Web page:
James Hackett -- President and Chief Executive Officer

Yes, I think where we are today is consistent message that I've said that we have the right or wrong design in these markets. And so, you're seeing us tackle both in Europe and South America as examples that are now playing now. As Jim Farley has talked about the portfolio strategy there, we're working on a better design for South America. And that's more to come there, but these initiatives to get us in shape so that we have the right cost structure and all that, we'll be followed by really the right kind of things to win in those markets with where we want to play them with.

Operator

And our next question is from the line of Joseph Spak from RBC Capital Markets.

Joseph Spak -- RBC Capital Markets -- Analyst

Thanks, and I wanted to tackle my congratulations to Bob. First question is just turning back to China. I think in the past, something else you mentioned that was impacting was widening royalty, and I think that was in impact in the back half of last year and also some of the excessive structure in the Shanghai regional office. I was wondering if you talk about how you think those two things trend as we move through 2019?

James Hackett -- President and Chief Executive Officer

Well, we've worked hard on both of those.

Robert Shanks -- Chief Financial Officer

Yeah, the net engineering actually is still going to be a substantial drag on the business in an absolute sense, but it will be less so than what it was in 2018. Obviously, part of that very much dependent on the volume, because that is what drives the royalties. And you asked me about the central admin costs, is that what you're asking me?

Joseph Spak -- RBC Capital Markets -- Analyst

Yeah.

Robert Shanks -- Chief Financial Officer

Yeah, we would expect to see improvement there, probably more second half-weighted than first half as Anning is working through the redesign of his organization. But, yes, there will be an improvement in that that will contribute toward the year-over-year lessening of the loss this year.

Joseph Spak -- RBC Capital Markets -- Analyst

But that's still to come that's not in the results we're seeing today?

Robert Shanks -- Chief Financial Officer

I would say, first -- I think, we've seen some improvement in the quarter, there's no question about that, but I think there's more opportunity ahead.

Joseph Spak -- RBC Capital Markets -- Analyst

Okay. And then turning back just a question about the CO2 compliance in Europe. I understand you're not going to sort of give us the cost but maybe you could just help us understand -- I mean, I think it's a mass-based target, so maybe where are you or what is your actual target and where is the portfolio today?

Robert Shanks -- Chief Financial Officer

As you know, between now and 2025 or compared to 2021, the CO2 targets for our passenger cars and commercial cars are a bit different. And so, I think by 2030, the current regulation is about a 30% improvement in -- or reduction in CO2 for LCV and more for passenger cars. In the short term, obviously, we had the 6.2 emissions last year in the second half, which Ford really weathered very well. And between now and 2021 , there's another new set of requirements, which we are in a good position for, because of our new lineup. But the requirements in Europe really start to ramp up between 2021 and 2030 with the new regulations from the EU.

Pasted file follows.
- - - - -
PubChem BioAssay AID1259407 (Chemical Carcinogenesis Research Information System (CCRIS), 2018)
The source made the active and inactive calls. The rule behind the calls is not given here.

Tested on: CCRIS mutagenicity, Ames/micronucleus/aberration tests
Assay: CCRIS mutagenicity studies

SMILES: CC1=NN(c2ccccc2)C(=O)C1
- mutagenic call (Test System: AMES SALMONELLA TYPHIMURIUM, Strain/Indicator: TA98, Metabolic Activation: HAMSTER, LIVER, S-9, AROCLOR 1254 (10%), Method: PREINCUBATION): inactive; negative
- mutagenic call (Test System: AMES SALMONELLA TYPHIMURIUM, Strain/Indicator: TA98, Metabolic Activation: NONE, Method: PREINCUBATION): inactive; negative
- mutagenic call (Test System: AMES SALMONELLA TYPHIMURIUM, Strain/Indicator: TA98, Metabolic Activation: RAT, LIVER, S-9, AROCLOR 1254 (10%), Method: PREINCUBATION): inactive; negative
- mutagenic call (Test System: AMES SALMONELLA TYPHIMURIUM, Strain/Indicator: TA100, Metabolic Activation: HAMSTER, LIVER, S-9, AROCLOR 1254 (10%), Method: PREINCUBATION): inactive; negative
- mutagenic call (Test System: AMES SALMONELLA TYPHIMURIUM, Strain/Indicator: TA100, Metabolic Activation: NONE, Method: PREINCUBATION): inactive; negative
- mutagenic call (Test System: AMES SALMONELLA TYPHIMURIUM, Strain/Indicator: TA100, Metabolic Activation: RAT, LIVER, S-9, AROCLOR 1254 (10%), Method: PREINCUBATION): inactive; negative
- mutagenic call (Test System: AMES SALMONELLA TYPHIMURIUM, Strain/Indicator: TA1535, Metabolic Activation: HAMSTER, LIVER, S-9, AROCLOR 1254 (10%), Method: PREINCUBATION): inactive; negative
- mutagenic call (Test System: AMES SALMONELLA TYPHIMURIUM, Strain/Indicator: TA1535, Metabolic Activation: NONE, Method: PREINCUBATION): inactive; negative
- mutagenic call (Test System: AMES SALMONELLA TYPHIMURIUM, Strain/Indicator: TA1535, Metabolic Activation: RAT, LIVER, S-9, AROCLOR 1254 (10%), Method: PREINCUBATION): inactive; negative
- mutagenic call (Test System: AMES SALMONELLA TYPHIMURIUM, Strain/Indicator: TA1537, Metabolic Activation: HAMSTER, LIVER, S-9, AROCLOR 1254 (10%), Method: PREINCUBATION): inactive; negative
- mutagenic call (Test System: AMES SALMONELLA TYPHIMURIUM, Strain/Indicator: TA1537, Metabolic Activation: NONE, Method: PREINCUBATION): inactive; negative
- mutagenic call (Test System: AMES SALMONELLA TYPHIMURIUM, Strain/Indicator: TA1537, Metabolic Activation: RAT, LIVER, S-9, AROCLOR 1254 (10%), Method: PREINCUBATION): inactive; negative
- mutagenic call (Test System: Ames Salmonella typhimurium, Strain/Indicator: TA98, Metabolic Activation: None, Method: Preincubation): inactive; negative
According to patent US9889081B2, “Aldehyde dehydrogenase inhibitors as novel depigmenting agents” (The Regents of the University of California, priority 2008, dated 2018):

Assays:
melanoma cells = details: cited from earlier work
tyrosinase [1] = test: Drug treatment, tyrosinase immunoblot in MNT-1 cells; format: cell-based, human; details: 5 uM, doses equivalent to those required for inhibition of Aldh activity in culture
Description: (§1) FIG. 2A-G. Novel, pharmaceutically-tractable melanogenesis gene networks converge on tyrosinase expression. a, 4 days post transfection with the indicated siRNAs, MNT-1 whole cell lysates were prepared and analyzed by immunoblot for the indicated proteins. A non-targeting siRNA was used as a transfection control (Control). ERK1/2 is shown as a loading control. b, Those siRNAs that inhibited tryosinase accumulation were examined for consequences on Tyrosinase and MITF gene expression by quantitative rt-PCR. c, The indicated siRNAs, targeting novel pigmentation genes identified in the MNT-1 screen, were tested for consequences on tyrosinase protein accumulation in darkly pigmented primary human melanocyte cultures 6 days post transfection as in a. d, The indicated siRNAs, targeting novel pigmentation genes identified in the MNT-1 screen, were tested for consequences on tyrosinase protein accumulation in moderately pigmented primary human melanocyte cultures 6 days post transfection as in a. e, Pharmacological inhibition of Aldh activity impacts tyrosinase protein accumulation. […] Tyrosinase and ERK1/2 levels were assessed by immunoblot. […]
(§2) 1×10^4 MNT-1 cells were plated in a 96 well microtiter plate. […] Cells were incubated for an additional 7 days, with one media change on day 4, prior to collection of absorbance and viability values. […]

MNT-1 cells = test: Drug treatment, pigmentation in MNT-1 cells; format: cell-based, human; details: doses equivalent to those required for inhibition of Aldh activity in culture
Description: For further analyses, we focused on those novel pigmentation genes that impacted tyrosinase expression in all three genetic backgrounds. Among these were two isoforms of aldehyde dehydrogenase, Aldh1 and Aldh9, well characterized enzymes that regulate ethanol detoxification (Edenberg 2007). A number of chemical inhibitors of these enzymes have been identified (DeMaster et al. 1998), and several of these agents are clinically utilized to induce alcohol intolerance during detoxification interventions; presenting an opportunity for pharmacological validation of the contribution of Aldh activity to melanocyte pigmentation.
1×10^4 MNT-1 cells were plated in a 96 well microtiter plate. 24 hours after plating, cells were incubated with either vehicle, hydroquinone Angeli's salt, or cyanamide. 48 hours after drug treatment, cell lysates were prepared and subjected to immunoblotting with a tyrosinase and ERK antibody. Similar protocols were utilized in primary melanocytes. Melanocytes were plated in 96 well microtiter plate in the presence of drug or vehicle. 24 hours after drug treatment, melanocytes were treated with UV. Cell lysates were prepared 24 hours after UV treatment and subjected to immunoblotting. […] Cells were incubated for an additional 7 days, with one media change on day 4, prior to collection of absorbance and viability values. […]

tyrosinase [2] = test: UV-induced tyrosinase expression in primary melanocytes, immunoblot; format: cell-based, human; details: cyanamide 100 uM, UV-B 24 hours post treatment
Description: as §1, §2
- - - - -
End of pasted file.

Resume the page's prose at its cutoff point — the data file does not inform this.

James Hackett -- President and Chief Executive Officer

So the parallel, Joe -- the parallel is that, it couldn't have been better coincidence which is at the time we're trying to figure out the redesign in Europe and the product portfolio going forward, we were aware of this kind of influence. So, we've been addressing that all along in the strategies.

Joseph Spak -- RBC Capital Markets -- Analyst

Okay. Thank you.

Operator

And our next question is from the line of Itay Michaeli from Citi.

Itay Michaeli -- Citigroup -- Analyst

Thank you. Good evening, And Bob, congrats. So I wanted to ask a high level question in North America, because this is the third quarter in a row where you're growing EBIT with the declining SAAR. And clearly a lot of investors (technical difficulty) start the analysis looking at the SAAR when seeing that lot of your profitability has been driven by the F-Series franchise and so forth with the fundamental seem very, very different from SAAR for a long time. I guess the question is, as you think about how investors might appreciate results like this, what are the merits and the pros and cons to disclosing the F-Series franchise or the pickup truck franchise separately to let investors see kind of what's the key drivers away from the SAAR itself?

James Hackett -- President and Chief Executive Officer